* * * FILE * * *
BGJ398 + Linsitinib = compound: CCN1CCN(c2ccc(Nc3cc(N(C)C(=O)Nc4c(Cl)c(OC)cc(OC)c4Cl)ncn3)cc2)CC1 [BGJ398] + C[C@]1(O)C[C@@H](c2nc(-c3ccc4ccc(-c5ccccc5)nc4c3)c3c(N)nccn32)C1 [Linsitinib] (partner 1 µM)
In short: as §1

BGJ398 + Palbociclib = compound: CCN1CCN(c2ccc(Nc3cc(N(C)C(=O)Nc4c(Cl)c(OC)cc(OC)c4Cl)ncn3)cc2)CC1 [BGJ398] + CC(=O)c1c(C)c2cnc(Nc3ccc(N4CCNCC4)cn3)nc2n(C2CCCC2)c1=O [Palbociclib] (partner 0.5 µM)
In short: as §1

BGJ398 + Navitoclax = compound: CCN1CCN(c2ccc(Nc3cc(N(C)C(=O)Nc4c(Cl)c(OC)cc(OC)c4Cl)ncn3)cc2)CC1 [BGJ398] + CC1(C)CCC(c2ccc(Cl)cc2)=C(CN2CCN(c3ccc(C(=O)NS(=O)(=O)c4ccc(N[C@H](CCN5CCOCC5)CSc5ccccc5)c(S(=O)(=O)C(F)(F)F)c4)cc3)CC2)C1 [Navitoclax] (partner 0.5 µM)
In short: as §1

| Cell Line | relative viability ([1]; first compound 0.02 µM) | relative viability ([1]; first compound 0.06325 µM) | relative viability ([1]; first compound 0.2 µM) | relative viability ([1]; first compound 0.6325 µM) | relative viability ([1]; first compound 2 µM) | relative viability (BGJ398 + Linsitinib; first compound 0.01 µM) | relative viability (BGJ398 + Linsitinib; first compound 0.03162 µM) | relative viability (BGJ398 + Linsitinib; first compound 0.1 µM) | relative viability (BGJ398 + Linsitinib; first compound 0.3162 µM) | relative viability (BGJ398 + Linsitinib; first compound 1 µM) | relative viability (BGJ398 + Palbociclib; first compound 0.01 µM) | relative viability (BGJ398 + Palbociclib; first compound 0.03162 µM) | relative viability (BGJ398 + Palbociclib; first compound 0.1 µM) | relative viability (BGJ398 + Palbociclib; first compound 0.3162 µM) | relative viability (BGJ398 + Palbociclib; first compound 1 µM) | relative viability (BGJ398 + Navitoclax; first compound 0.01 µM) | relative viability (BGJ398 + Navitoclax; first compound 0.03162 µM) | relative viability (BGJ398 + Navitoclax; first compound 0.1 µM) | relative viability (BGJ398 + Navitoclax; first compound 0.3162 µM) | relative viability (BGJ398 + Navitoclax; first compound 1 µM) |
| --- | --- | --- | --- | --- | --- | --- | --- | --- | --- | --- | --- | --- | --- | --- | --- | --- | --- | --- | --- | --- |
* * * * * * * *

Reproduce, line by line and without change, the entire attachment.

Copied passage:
BGJ398 + Linsitinib = compound: CCN1CCN(c2ccc(Nc3cc(N(C)C(=O)Nc4c(Cl)c(OC)cc(OC)c4Cl)ncn3)cc2)CC1 [BGJ398] + C[C@]1(O)C[C@@H](c2nc(-c3ccc4ccc(-c5ccccc5)nc4c3)c3c(N)nccn32)C1 [Linsitinib] (partner 1 µM)
In short: as §1

BGJ398 + Palbociclib = compound: CCN1CCN(c2ccc(Nc3cc(N(C)C(=O)Nc4c(Cl)c(OC)cc(OC)c4Cl)ncn3)cc2)CC1 [BGJ398] + CC(=O)c1c(C)c2cnc(Nc3ccc(N4CCNCC4)cn3)nc2n(C2CCCC2)c1=O [Palbociclib] (partner 0.5 µM)
In short: as §1

BGJ398 + Navitoclax = compound: CCN1CCN(c2ccc(Nc3cc(N(C)C(=O)Nc4c(Cl)c(OC)cc(OC)c4Cl)ncn3)cc2)CC1 [BGJ398] + CC1(C)CCC(c2ccc(Cl)cc2)=C(CN2CCN(c3ccc(C(=O)NS(=O)(=O)c4ccc(N[C@H](CCN5CCOCC5)CSc5ccccc5)c(S(=O)(=O)C(F)(F)F)c4)cc3)CC2)C1 [Navitoclax] (partner 0.5 µM)
In short: as §1

| Cell Line | relative viability ([1]; first compound 0.02 µM) | relative viability ([1]; first compound 0.06325 µM) | relative viability ([1]; first compound 0.2 µM) | relative viability ([1]; first compound 0.6325 µM) | relative viability ([1]; first compound 2 µM) | relative viability (BGJ398 + Linsitinib; first compound 0.01 µM) | relative viability (BGJ398 + Linsitinib; first compound 0.03162 µM) | relative viability (BGJ398 + Linsitinib; first compound 0.1 µM) | relative viability (BGJ398 + Linsitinib; first compound 0.3162 µM) | relative viability (BGJ398 + Linsitinib; first compound 1 µM) | relative viability (BGJ398 + Palbociclib; first compound 0.01 µM) | relative viability (BGJ398 + Palbociclib; first compound 0.03162 µM) | relative viability (BGJ398 + Palbociclib; first compound 0.1 µM) | relative viability (BGJ398 + Palbociclib; first compound 0.3162 µM) | relative viability (BGJ398 + Palbociclib; first compound 1 µM) | relative viability (BGJ398 + Navitoclax; first compound 0.01 µM) | relative viability (BGJ398 + Navitoclax; first compound 0.03162 µM) | relative viability (BGJ398 + Navitoclax; first compound 0.1 µM) | relative viability (BGJ398 + Navitoclax; first compound 0.3162 µM) | relative viability (BGJ398 + Navitoclax; first compound 1 µM) |
| --- | --- | --- | --- | --- | --- | --- | --- | --- | --- | --- | --- | --- | --- | --- | --- | --- | --- | --- | --- | --- |